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Domestic Uniform Rental Loses at Michigan Court of Appeals

Last year I resolved a case against Domestic Uniform Rental involving its standard contract, which contains a mandatory arbitration clause. On January 22, 2013 the Michigan Court of Appeals, in a case titled Fuego Grill, LLC and Samuel Alvarado v. Domestic Uniform Rental held that courts, not the arbitrator, are able to decide the existence of the contract to arbitrate. If the trial court determines that there is not an agreement to arbitrate (due to fraud in the execution of the contract, as alleged by Mr. Alvarado), the arbitrator loses jurisdiction to hear the case. You can view the entire Court of Appeals holding here. Domestic Uniform Rental sues businesses for breach of its contract, but now will have to make its case in court, rather than an arbitration hearing.

If your business has a dispute with Domestic Uniform, do not hesitate to contact attorney J. Joseph Rossi at Drew, Cooper & Anding.

Amanda Narvaes

Amanda Narvaes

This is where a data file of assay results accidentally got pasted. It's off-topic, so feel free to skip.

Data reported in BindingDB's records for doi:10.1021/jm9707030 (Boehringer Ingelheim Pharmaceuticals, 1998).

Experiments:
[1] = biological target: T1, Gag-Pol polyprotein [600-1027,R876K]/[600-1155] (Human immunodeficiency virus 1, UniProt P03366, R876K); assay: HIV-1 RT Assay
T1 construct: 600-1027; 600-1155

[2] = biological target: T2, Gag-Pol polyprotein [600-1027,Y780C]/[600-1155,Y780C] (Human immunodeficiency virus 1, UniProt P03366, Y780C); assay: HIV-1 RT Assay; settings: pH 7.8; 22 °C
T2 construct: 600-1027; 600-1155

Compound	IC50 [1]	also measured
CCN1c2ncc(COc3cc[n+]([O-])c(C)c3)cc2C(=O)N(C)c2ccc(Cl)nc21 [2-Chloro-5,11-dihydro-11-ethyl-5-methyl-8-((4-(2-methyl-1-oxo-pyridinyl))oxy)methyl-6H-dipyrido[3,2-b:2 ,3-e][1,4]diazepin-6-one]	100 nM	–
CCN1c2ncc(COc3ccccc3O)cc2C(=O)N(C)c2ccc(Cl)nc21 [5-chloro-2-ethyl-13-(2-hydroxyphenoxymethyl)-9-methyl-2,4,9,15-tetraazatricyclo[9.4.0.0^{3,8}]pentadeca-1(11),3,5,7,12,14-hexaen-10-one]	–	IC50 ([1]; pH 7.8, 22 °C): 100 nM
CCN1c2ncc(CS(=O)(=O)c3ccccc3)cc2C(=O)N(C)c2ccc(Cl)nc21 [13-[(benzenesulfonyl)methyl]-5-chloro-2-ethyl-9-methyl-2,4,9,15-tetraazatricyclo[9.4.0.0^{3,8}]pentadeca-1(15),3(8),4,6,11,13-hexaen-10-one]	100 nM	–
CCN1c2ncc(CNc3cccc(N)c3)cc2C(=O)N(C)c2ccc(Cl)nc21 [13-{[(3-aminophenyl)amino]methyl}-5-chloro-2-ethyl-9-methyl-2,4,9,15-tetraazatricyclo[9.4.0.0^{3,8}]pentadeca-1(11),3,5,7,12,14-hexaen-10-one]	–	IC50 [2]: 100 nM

Amanda P. Narvaes, a Partner, joined Drew Cooper & Anding in 2011. Ms. Narvaes is a civil litigator in the areas of complex commercial litigation, lender liability, copyright litigation, and consumer protection. She graduated cum laude from Carleton College with a bachelor’s degree in history. She earned her law degree at WMU-Thomas M. Cooley Law School, graduating magna cum laude, and received Cooley’s Distinguished Student Award. Ms. Narvaes represents clients before Michigan trial courts across the state and in the Michigan Court of Appeals, and before the United States District Courts for the Western and Eastern District of Michigan. Ms. Narvaes has been a guest speaker in Ron Foster’s “Litigation for Paralegals” class. Ms. Narvaes discusses differences between Federal civil discovery rules and Michigan civil discovery rules.